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Smart clan may be as fragile as Elizabeth

By HIL ANDERSON   |   March 14, 2003 at 7:22 PM   |   Comments

LOS ANGELES, March 14 (UPI) -- As the family of Elizabeth Smart lovingly lavishes the dazed 15-year-old with nine months of pent-up emotion, they will have to be wary of developing unconscious anger over the girl's inability or unwillingness to escape, a psychologist warned Friday.

Dr. Dorit Whiteman, whose New York practice specializes in post-traumatic stress, said that the euphoria and excitement over Elizabeth's recovery could give way in the future to questions as to why the kidnapped teenager put her family through nine months of anguish while she apparently made no attempt to get away even when she was found wandering the streets with her alleged abductors just a dozen miles from home and had once camped for two months in the hills not far from the safety of her own home.

"Can you imagine if your child comes home after this horrific abduction in the middle of the night and you then realize she's been around the corner?" Whiteman said in an interview with United Press International. "Parents would have terrible shock and disappointment that she was kidnapped and was nearby for some time."

Whiteman anticipates that after some time, the parents may unconsciously resent Elizabeth's lack of communication during her lengthy travails and travels.

"Another problem, not asserting blame, is that the parents have to be very careful not to make Elizabeth feel that she is a bad person, that there's something wrong with the girl, that she's a freak and that she has done something very peculiar," she noted.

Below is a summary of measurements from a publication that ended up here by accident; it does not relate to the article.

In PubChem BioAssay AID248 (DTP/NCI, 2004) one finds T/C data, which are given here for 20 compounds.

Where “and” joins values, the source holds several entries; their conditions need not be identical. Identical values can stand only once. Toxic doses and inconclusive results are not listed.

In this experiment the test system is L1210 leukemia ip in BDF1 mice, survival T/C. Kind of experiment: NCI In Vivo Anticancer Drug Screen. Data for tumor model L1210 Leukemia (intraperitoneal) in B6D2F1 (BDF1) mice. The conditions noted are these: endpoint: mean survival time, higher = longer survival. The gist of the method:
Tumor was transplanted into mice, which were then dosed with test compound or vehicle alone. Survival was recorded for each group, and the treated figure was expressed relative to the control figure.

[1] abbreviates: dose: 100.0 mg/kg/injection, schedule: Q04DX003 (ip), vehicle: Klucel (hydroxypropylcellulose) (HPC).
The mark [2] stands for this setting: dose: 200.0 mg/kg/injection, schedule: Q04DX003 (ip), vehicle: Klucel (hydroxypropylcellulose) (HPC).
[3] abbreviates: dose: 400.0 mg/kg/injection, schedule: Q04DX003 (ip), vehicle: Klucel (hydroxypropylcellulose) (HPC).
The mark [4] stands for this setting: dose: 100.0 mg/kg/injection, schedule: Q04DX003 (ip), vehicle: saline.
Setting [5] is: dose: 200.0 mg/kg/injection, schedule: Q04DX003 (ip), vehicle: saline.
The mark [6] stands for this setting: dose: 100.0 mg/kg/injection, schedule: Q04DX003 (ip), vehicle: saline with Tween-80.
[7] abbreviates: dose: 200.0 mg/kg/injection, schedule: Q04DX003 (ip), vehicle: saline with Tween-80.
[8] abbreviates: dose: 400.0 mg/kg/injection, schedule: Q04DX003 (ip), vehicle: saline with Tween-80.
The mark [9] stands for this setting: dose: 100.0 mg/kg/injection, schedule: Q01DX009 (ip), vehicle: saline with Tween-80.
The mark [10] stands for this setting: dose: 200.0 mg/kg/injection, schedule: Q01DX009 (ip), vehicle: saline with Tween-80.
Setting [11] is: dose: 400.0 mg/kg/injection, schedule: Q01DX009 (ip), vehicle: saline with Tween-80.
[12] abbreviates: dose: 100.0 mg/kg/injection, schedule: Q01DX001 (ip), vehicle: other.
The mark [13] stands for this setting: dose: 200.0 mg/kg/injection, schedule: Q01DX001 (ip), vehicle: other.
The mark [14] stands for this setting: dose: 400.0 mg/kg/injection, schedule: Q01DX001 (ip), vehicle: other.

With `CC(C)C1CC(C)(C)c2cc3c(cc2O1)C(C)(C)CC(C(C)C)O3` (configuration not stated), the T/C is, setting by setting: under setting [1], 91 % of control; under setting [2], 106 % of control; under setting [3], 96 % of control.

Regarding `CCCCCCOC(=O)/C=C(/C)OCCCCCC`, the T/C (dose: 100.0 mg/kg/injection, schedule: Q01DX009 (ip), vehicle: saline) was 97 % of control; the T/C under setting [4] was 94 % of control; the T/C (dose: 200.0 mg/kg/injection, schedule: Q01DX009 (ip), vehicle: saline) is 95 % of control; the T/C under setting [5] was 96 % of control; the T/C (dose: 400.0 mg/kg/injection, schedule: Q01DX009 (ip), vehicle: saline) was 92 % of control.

"The adjustment of parents to such an event is hard to even imagine -- to control yourself not to think that your child has betrayed you," said Whiteman, who continues treating Holocaust survivors.

Whiteman's decades of insight into people plucked from harrowing situations include three books on the Holocaust, one on the separation of Jewish children from their parents, "Escape via Siberia: A Jewish Child's Odyssey of Survival" (Holmes and Meier, October 1999).

"Everybody is treating Elizabeth like a victim and that's probably so because no one wants to think she did something wrong. Right now, she has much sympathy as a victim, but after a while, people will say, 'How come you didn't cast aspersions?' You have to go slowly in therapy, and the feeling shouldn't be that she's such as odd ball that she needs some treatment."

Police believe Brian "Emmanuel" Mitchell forced Elizabeth from the security of her own bed at knifepoint on the night of June 5. After Elizabeth's terrified 9-year-old sister, Mary Katherine, waited some two hours to alert her parents, a massive search was launched that soon captured national headlines.

The pressure on the Smart family mounted as time passed and police looked closely at the handymen her father, Edward, occasionally employed in the home for rates far below what a licensed contractor would charge.

On Wednesday, the astounding news that Elizabeth had been found alive and well in nearby Sandy was tempered by reports that the teenager had been evasive in identifying herself to police who conceivably could have allowed her and her two abductors to go on their way had they not recognized her under the disguise.

Several witnesses quickly came forward to say they had seen the group around town, conspicuously dressed in white robes and with veils concealing the faces of Elizabeth and suspect Wanda Barzee. Photos were produced of Elizabeth and the suspects at a crowded apartment party in Salt Lake City where it seemed plausible that she could have easily slipped away or found recognition and protection among the guests.

These questions will have to be answered before elation over Elizabeth's return turns to doubts.

"I can see the steps from, 'Darling, you're home' to people saying 'How come you didn't call or why didn't you make an effort, or how come you stayed with these people?'" Whiteman observed. "The parents might have overwhelming betrayal issues, and all these people that searched for a victim now might wonder why she didn't help herself enough."

"To feel that helplessness is OK, you have to see what has made your child susceptible to this brainwashing and to strengthen the ties again with her," Whiteman said.

Police aren't yet saying much about what happened during Elizabeth's captivity other than to say she was undoubtedly "psychologically affected" by Barzee and Mitchell, the drifter and self-proclaimed prophet.